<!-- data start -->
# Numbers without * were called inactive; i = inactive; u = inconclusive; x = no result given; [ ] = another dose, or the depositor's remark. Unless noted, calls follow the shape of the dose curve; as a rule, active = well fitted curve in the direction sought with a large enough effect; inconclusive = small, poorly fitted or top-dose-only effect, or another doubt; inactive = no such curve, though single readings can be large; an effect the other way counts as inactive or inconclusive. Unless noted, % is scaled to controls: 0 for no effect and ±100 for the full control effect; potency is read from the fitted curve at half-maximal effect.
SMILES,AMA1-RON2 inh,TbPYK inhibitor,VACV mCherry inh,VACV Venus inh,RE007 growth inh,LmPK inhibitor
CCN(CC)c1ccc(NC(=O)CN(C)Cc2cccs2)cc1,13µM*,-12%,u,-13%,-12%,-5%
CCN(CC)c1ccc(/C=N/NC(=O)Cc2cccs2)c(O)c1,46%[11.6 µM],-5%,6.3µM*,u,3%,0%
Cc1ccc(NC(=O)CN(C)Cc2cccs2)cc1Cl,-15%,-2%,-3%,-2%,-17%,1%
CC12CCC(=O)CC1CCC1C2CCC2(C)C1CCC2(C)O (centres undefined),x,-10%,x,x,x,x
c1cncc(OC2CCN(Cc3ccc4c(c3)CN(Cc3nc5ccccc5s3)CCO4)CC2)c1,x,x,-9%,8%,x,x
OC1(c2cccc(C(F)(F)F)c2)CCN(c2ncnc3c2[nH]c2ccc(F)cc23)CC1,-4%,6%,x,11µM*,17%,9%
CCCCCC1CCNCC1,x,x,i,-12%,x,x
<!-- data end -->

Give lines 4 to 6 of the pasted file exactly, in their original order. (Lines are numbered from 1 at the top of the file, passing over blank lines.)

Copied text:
CCN(CC)c1ccc(/C=N/NC(=O)Cc2cccs2)c(O)c1,46%[11.6 µM],-5%,6.3µM*,u,3%,0%
Cc1ccc(NC(=O)CN(C)Cc2cccs2)cc1Cl,-15%,-2%,-3%,-2%,-17%,1%
CC12CCC(=O)CC1CCC1C2CCC2(C)C1CCC2(C)O (centres undefined),x,-10%,x,x,x,x